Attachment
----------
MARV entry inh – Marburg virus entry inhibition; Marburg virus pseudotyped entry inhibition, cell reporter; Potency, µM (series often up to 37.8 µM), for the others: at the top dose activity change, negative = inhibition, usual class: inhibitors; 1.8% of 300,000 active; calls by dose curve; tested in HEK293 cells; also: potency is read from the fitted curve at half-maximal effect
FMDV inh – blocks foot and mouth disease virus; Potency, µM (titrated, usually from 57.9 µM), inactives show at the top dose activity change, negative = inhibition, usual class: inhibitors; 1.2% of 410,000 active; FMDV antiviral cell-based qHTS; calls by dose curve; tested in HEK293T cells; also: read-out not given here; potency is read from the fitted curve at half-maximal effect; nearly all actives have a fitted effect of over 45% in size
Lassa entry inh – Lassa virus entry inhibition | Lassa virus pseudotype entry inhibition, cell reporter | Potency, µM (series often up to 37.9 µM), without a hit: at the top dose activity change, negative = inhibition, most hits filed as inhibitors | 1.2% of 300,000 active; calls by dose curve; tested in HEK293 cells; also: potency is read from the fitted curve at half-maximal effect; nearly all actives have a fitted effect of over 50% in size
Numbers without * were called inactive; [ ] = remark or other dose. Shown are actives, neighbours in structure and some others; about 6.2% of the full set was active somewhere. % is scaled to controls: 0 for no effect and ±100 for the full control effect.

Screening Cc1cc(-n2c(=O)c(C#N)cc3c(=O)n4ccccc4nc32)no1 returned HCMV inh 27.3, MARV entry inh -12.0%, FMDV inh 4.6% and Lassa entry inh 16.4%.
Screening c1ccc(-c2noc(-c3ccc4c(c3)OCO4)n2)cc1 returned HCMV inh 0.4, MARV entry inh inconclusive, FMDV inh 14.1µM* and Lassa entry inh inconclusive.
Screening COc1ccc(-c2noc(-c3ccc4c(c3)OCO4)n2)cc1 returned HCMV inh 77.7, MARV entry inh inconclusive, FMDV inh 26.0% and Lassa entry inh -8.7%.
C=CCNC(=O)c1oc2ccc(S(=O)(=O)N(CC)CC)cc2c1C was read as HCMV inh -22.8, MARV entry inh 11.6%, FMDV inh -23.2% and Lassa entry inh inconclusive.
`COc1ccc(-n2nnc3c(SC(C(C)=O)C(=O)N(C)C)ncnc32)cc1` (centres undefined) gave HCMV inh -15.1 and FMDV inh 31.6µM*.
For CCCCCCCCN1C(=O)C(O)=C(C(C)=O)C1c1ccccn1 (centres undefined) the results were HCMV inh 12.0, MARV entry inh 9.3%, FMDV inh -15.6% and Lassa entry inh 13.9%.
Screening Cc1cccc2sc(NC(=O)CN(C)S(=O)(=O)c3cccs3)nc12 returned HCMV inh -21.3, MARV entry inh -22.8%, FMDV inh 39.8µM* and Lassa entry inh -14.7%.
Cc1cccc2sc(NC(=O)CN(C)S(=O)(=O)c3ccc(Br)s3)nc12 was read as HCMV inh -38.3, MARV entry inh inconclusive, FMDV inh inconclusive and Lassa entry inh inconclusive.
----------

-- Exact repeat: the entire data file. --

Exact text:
MARV entry inh – Marburg virus entry inhibition; Marburg virus pseudotyped entry inhibition, cell reporter; Potency, µM (series often up to 37.8 µM), for the others: at the top dose activity change, negative = inhibition, usual class: inhibitors; 1.8% of 300,000 active; calls by dose curve; tested in HEK293 cells; also: potency is read from the fitted curve at half-maximal effect
FMDV inh – blocks foot and mouth disease virus; Potency, µM (titrated, usually from 57.9 µM), inactives show at the top dose activity change, negative = inhibition, usual class: inhibitors; 1.2% of 410,000 active; FMDV antiviral cell-based qHTS; calls by dose curve; tested in HEK293T cells; also: read-out not given here; potency is read from the fitted curve at half-maximal effect; nearly all actives have a fitted effect of over 45% in size
Lassa entry inh – Lassa virus entry inhibition | Lassa virus pseudotype entry inhibition, cell reporter | Potency, µM (series often up to 37.9 µM), without a hit: at the top dose activity change, negative = inhibition, most hits filed as inhibitors | 1.2% of 300,000 active; calls by dose curve; tested in HEK293 cells; also: potency is read from the fitted curve at half-maximal effect; nearly all actives have a fitted effect of over 50% in size
Numbers without * were called inactive; [ ] = remark or other dose. Shown are actives, neighbours in structure and some others; about 6.2% of the full set was active somewhere. % is scaled to controls: 0 for no effect and ±100 for the full control effect.

Screening Cc1cc(-n2c(=O)c(C#N)cc3c(=O)n4ccccc4nc32)no1 returned HCMV inh 27.3, MARV entry inh -12.0%, FMDV inh 4.6% and Lassa entry inh 16.4%.
Screening c1ccc(-c2noc(-c3ccc4c(c3)OCO4)n2)cc1 returned HCMV inh 0.4, MARV entry inh inconclusive, FMDV inh 14.1µM* and Lassa entry inh inconclusive.
Screening COc1ccc(-c2noc(-c3ccc4c(c3)OCO4)n2)cc1 returned HCMV inh 77.7, MARV entry inh inconclusive, FMDV inh 26.0% and Lassa entry inh -8.7%.
C=CCNC(=O)c1oc2ccc(S(=O)(=O)N(CC)CC)cc2c1C was read as HCMV inh -22.8, MARV entry inh 11.6%, FMDV inh -23.2% and Lassa entry inh inconclusive.
`COc1ccc(-n2nnc3c(SC(C(C)=O)C(=O)N(C)C)ncnc32)cc1` (centres undefined) gave HCMV inh -15.1 and FMDV inh 31.6µM*.
For CCCCCCCCN1C(=O)C(O)=C(C(C)=O)C1c1ccccn1 (centres undefined) the results were HCMV inh 12.0, MARV entry inh 9.3%, FMDV inh -15.6% and Lassa entry inh 13.9%.
Screening Cc1cccc2sc(NC(=O)CN(C)S(=O)(=O)c3cccs3)nc12 returned HCMV inh -21.3, MARV entry inh -22.8%, FMDV inh 39.8µM* and Lassa entry inh -14.7%.
Cc1cccc2sc(NC(=O)CN(C)S(=O)(=O)c3ccc(Br)s3)nc12 was read as HCMV inh -38.3, MARV entry inh inconclusive, FMDV inh inconclusive and Lassa entry inh inconclusive.